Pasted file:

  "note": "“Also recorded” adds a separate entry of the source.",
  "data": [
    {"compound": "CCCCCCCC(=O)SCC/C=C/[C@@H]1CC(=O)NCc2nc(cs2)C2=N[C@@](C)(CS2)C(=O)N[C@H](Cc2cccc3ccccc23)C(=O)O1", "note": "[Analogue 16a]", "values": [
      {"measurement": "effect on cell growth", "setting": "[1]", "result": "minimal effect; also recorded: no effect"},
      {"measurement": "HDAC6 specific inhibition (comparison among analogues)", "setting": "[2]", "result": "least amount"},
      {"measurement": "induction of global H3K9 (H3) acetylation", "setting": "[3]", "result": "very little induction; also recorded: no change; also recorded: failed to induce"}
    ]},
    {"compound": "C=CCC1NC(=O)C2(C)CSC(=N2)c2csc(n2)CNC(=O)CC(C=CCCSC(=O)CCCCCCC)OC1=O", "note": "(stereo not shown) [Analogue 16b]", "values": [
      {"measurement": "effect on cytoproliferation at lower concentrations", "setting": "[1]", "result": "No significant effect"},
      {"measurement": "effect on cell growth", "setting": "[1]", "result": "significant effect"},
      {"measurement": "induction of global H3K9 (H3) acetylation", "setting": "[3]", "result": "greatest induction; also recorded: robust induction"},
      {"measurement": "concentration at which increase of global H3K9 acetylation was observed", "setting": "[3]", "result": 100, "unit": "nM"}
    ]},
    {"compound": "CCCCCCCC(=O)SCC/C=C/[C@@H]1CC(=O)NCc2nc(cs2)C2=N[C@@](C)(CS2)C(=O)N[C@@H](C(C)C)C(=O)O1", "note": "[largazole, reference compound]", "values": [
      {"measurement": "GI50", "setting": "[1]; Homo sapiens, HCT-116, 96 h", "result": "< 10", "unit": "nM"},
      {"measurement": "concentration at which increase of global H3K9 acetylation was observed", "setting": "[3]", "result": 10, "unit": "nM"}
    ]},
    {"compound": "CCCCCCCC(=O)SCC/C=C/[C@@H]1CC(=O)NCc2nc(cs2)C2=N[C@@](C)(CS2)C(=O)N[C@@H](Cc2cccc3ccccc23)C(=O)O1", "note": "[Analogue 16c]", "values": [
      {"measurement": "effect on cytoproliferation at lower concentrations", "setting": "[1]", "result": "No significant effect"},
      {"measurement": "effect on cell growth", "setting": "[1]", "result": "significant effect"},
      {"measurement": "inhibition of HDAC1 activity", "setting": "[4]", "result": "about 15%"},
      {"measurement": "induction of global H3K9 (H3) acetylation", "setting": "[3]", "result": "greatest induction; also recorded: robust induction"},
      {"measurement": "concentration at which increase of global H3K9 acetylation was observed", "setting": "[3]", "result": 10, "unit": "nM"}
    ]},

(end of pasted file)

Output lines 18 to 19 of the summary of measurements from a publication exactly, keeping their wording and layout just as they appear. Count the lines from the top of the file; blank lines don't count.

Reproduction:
    {"compound": "CCCCCCCC(=O)SCC/C=C/[C@@H]1CC(=O)NCc2nc(cs2)C2=N[C@@](C)(CS2)C(=O)N[C@@H](Cc2cccc3ccccc23)C(=O)O1", "note": "[Analogue 16c]", "values": [
      {"measurement": "effect on cytoproliferation at lower concentrations", "setting": "[1]", "result": "No significant effect"},